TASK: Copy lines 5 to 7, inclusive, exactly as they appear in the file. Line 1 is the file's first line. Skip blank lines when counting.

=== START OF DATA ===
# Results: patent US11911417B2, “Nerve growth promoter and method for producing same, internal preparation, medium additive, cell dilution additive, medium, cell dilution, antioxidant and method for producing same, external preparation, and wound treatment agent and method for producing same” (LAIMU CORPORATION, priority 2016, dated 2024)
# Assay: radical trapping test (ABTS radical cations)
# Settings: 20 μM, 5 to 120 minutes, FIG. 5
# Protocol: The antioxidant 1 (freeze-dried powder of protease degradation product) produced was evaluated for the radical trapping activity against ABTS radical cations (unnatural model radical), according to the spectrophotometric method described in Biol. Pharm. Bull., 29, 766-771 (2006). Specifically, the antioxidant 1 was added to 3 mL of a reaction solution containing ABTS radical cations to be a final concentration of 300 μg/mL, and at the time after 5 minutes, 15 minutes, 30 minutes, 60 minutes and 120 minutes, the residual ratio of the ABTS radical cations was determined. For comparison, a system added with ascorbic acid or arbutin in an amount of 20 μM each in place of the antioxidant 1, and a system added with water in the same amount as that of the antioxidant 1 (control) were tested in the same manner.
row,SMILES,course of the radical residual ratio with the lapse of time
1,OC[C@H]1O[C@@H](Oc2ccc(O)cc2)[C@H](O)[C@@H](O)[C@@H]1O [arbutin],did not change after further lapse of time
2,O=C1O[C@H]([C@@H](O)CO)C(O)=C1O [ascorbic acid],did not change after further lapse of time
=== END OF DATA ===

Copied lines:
row,SMILES,course of the radical residual ratio with the lapse of time
1,OC[C@H]1O[C@@H](Oc2ccc(O)cc2)[C@H](O)[C@@H](O)[C@@H]1O [arbutin],did not change after further lapse of time
2,O=C1O[C@H]([C@@H](O)CO)C(O)=C1O [ascorbic acid],did not change after further lapse of time